02/04/2019 - 11:43

Fortescue’s $3.7bn Iron Bridge gets green light

02/04/2019 - 11:43

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Fortescue Metals Group and joint venture partners Formosa Plastics Group and Baosteel Resources have approved the $US2.6 billion ($3.7 billion) development of the Iron Bridge magnetite project in the Pilbara, with the iron ore miner assuring the market it will not repeat the mistakes of earlier magnetite projects.

Fortescue has forecast annual production of 22 million wet metric tonnes.

Fortescue Metals Group and joint venture partners Formosa Plastics Group and Baosteel Resources have approved the $US2.6 billion ($3.7 billion) development of the Iron Bridge magnetite project in the Pilbara, with the iron ore miner assuring the market it will not repeat the mistakes of earlier magnetite projects.

In a statement, Fortescue said it anticipated the project would create 3,000 construction jobs and 900 full-time positions once operations started in the first half of 2022.

Early stage construction is set to commence by the middle of this year.

Under the joint venture, Fortescue’s subsidiary FMG Iron Bridge (FMC IB) will have a 69 per cent stake and it will manage and operate the magnetite project, located 145 kilometres south of Port Hedland, with full marketing rights.

FMG IB is a subsidiary of FMG Magnetite, which is owned 88 per cent by Fortescue, and 12 per cent by Shanghai-based Baosteel Resources.

Fortescue said it forecast annual production of 22 million wet metric tonnes once full operational capacity was achieved, with a production grade of 67 per cent iron content.

The company said it had secured five binding off-take agreements for 5.3 million tonnes per annum.

This development follows a $US500 million ($700 million) investment in the construction of large scale pilot and demonstration plants, which Fortescue said validated key equipment and magnetite production processes for the full-scale stage two ore processing facility.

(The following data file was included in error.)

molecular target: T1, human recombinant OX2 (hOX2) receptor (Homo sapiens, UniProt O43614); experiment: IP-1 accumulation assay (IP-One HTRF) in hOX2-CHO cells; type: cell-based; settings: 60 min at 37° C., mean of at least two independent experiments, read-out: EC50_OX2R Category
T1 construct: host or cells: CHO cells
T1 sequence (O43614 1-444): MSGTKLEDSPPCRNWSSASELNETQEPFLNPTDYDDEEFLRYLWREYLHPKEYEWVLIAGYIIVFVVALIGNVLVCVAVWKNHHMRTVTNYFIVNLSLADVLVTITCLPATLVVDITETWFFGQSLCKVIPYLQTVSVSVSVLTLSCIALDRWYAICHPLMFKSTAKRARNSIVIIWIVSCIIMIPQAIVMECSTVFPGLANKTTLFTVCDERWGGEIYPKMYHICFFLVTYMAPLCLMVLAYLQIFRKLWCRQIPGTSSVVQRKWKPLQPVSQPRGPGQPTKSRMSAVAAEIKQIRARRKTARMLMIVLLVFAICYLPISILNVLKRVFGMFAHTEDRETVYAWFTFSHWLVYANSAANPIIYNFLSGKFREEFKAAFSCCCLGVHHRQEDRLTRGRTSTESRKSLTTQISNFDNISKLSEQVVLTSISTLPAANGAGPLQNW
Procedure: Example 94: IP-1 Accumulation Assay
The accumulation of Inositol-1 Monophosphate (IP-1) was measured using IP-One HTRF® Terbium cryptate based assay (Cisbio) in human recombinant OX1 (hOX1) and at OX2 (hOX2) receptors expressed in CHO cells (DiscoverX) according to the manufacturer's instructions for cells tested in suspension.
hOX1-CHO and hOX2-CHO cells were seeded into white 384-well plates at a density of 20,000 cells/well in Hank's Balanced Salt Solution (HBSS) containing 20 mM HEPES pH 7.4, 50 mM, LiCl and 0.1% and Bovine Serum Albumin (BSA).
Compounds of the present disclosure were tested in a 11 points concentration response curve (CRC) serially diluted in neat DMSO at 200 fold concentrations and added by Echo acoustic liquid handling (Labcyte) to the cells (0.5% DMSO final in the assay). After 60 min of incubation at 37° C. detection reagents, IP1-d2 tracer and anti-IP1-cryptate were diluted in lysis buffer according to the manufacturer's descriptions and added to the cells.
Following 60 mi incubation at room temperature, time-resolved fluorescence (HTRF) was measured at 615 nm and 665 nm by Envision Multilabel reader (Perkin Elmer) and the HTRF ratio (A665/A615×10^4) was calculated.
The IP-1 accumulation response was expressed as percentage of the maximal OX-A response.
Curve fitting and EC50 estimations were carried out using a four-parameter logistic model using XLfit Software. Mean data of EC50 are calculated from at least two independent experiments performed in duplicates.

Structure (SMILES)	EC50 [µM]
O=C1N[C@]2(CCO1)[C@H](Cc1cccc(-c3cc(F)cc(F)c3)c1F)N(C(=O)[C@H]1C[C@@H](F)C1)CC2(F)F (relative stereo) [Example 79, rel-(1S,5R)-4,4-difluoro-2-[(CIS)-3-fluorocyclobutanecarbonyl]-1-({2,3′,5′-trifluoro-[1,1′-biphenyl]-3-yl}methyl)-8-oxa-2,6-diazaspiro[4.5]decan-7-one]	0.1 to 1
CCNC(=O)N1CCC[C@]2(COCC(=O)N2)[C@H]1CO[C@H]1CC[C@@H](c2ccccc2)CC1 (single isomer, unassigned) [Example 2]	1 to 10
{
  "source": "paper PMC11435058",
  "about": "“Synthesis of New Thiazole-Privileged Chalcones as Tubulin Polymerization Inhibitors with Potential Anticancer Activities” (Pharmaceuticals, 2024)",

The magnetite project approval marks a substantial shift in strategy for Fortescue, from a sole focus on hematite projects that have typically produced a lower grade of iron content.

Western Australia’s only magnetite projects, CITIC Pacific Mining’s Sino Iron project and Ansteel’s Karara project, have both suffered significant losses.  

Fortescue chief operating officer Greg Lilleyman said his company’s project was different.

“We’re clearly aware that magnetite projects in Western Australia don’t have a great reputation, which is why we’ve spent considerable time studying and assessing the project,” he said.

“And the notable difference with our project has been the extensive laboratory, metallurgical and process testing of over 1mt of ore using a full-scale demonstration plant and a large-scale pilot plant.”

Chief executive Elizabeth Gaines said the decision was not significantly influenced by the current high iron prices, as the company had been assessing the project for a considerable time.

“Current price (of iron ore) was not the key driver of this decision, we know that there are strong market fundamentals which support this decision,” she said.

“The Iron Bridge project holds Australia’s largest JORC compliant magnetite resource supporting a long mine life.

“It will deliver a premium product with iron content of 67 per cent, further enhancing the range of products available to our customers through our flexible integrated operations and marketing strategy.

“When combined with the Eliwana development, it will increase Fortescue’s average product grade and provide the ability to deliver the majority of our products at greater than 60 per cent iron, consistent with our long-term goal.”

Premier Mark McGowan welcomed the significant announcement from Fortescue.

"It's another encouraging sign that confidence is returning to WA's economy, and with thousands of jobs expected to flow from the Iron Bridge project, this will deliver a huge boost to our state,” Mr McGowan said.

“I look forward to working with FMG to ensure Western Australians, particularly in the Pilbara, will reap the benefits of this project in the years to come."

Standing member of Formosa’s executive management committee, Wilfred Wang, said the project approval came at a time when steel mills were seeking to increase productivity.

“The high-quality product will be able to be used for both sintering and pelletising and, for Formosa, will increase the options for raw material supply available to its steel mill in Vietnam,” he said.

Formosa is based in Taiwan. 

Shares in Fortescue were up 2.89 per cent to trade at $7.64 each at 2pm AEDT.

 

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